• Jacoby Ellsbury on his return from the disabled list: I was happy with how it went today. Definitely was pleased. Definitely will sleep good tonight knowing I got through the game. … I’m sure I’ll be a little sore tomorrow. But that’s pretty much the whole season. I don’t know why I’m so beat up, but mentally, prepared to be there tomorrow.”
• The Yankees showed a mid-game video of various player wearing bald caps and urging fans to vote for Brett Gardner for the All-Star Game. Brendan Ryan actually pretended to be Gardner in the video and was hilarious. “He did great,” Gardner said. “I didn’t see the video until out on the field during the game, so I’m not sure I caught the whole thing, but he’s a pretty good actor. He likes the camera. Definitely appreciate all the work they put in, and their standing up for me.”
• By the way, Alex Gordon left tonight’s Royals game with an injury, so Gardner could be named to the All-Star team as an injury replacement. I assume it would come down to him or Yoenis Cespedes. If Gordon can’t play, his replacement will be decided by manager Ned Yost and the league office.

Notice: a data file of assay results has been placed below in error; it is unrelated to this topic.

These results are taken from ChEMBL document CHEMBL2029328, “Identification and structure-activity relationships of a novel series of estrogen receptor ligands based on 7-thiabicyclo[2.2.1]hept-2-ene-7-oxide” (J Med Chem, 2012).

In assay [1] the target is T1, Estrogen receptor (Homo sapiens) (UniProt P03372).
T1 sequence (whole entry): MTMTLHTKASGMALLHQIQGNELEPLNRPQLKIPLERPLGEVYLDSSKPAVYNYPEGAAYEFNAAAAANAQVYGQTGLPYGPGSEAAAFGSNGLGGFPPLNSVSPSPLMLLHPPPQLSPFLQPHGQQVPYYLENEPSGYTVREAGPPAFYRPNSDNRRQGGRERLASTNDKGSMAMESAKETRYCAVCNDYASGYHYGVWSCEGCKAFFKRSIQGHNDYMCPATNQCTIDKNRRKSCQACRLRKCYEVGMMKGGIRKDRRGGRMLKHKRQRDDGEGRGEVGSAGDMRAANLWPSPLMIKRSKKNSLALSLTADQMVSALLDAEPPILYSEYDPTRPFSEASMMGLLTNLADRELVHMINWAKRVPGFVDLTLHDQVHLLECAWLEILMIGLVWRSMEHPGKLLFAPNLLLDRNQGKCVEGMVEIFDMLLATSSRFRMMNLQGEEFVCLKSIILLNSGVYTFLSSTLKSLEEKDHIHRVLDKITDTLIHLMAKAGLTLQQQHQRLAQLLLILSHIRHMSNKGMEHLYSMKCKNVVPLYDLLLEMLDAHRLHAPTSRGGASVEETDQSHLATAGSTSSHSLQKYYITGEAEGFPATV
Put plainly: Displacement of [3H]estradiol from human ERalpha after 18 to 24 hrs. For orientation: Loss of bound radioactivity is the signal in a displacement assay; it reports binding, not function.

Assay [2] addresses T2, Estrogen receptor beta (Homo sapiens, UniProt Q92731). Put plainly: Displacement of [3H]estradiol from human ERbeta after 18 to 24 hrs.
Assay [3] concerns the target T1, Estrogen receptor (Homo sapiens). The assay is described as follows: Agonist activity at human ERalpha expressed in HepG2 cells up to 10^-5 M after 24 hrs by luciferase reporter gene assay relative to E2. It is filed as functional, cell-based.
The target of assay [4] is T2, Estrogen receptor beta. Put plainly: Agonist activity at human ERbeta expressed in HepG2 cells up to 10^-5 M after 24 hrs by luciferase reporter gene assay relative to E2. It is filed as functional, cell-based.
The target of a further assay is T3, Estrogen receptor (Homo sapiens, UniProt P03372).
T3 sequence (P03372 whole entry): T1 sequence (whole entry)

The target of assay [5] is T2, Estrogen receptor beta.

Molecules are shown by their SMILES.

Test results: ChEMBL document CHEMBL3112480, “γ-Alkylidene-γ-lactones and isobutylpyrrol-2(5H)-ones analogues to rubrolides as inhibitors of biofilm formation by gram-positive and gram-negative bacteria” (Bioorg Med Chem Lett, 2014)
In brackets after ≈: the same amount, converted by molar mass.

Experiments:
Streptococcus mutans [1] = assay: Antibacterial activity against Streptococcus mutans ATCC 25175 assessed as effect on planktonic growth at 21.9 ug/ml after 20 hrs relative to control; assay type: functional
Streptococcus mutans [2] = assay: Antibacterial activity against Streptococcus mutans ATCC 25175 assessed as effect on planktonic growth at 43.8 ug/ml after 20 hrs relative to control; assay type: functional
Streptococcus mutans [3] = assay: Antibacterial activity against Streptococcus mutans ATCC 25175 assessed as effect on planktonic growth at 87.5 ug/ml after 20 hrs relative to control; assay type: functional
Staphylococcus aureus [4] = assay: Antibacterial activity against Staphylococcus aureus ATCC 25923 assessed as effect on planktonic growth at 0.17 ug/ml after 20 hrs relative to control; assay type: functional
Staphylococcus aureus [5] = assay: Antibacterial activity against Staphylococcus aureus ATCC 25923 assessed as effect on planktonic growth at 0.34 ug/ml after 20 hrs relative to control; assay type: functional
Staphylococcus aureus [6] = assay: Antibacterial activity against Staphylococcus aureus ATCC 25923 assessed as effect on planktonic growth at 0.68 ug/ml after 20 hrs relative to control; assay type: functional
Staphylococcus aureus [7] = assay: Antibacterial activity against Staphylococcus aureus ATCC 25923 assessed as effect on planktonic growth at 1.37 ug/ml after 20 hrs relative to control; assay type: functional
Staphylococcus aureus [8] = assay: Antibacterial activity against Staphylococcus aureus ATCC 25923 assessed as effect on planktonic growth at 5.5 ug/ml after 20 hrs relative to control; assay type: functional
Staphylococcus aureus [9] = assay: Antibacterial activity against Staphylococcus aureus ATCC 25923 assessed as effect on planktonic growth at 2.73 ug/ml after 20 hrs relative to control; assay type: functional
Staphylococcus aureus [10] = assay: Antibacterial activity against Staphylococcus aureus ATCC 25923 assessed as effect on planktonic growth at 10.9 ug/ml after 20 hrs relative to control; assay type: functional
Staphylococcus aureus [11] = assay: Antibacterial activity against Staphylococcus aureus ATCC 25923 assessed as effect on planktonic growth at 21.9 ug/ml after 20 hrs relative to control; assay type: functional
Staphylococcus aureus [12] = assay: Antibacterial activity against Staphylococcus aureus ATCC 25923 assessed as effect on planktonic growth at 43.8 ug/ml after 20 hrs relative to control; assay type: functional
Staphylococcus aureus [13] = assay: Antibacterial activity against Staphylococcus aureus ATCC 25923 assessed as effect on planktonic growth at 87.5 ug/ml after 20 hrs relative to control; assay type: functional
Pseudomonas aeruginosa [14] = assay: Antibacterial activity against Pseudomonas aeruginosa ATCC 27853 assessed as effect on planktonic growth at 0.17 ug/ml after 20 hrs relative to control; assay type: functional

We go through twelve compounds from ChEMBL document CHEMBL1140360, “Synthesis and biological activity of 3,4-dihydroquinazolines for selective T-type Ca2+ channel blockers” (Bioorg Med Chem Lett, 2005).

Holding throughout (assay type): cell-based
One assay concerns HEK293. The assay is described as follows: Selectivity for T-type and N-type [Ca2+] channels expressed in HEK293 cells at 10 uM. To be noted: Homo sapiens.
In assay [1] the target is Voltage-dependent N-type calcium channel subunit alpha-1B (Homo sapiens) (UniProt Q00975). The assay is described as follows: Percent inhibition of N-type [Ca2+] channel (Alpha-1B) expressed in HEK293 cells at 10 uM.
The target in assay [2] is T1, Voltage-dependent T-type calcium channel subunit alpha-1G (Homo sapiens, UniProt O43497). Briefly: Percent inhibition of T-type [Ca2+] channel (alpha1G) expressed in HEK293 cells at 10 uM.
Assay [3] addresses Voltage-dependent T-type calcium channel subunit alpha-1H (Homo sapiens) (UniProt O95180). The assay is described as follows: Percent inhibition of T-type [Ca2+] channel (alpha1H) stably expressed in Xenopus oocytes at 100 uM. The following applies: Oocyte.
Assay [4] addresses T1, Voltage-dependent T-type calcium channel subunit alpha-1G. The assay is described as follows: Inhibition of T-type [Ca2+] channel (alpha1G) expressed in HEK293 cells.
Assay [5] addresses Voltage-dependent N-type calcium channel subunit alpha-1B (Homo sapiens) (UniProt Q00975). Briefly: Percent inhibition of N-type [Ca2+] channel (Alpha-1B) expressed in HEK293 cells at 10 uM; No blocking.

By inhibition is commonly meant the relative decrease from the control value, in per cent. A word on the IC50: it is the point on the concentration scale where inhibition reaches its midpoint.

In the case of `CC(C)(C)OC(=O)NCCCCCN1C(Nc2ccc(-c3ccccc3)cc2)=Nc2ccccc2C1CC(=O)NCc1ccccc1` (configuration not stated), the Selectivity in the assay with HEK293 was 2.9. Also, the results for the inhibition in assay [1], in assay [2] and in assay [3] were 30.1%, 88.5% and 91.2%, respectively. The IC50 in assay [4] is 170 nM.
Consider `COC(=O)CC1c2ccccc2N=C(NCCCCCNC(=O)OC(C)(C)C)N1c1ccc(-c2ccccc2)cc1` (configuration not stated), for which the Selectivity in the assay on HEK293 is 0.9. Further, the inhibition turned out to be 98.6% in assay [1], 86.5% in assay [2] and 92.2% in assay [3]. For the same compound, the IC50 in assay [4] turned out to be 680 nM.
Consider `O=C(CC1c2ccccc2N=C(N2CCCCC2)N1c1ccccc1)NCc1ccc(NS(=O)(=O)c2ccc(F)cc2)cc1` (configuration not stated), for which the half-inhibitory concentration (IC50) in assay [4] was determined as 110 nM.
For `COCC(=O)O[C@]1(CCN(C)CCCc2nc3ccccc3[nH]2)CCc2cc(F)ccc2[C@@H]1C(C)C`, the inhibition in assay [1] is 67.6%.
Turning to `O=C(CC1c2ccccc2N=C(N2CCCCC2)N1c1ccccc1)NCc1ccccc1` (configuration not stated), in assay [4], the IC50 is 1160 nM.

• Final word to Teixeira: “That’s what the big-leagues is all about. If you play every single night, especially as a hitter, you’re going to fail more than you succeed. You can’t let one night carry into the next. You saw it with Dellin tonight, he came in and did a great job 1-2-3. I bounced back after getting pitched really tough yesterday and having a tough night personally, so that’s what you have to do.”
Associated Press photos
With Miguel Cabrera on the disabled list, have Mark Teixeira’s chances of making the All-Star team significantly improved?
The American League’s first base replacement in the starting lineup will be whoever wins the players’ vote. I’m not sure which direction the players will go, but Albert Pujols wouldn’t surprise me. Here are a few to consider, ranked in order of slugging percentage:
Albert Pujols: .265/.337/.557, 25 HR, 53 RBI
Mark Teixeira: .243/.356/.532, 20 HR, 59 RBI
Prince Fielder: .347/.413/.530, 13 HR, 50 RBI
Jose Abreu: .293/.342/.502, 14 HR, 44 RBI
Chris Davis: .237/.325/.474, 18 HR, 51 RBI
Edwin Encarnacion: .233/.325/.459, 17 HR, 50 RBI
Eric Hosmer: .287/.354/.437, 8 HR, 41 RBI
Encarnacion has basically split his season between first base and designated hitter. Pujols, Abreu and Davis have quite a few DH at-bats — and Davis has some turns in right field — but they’ve played first base the vast majority of the time.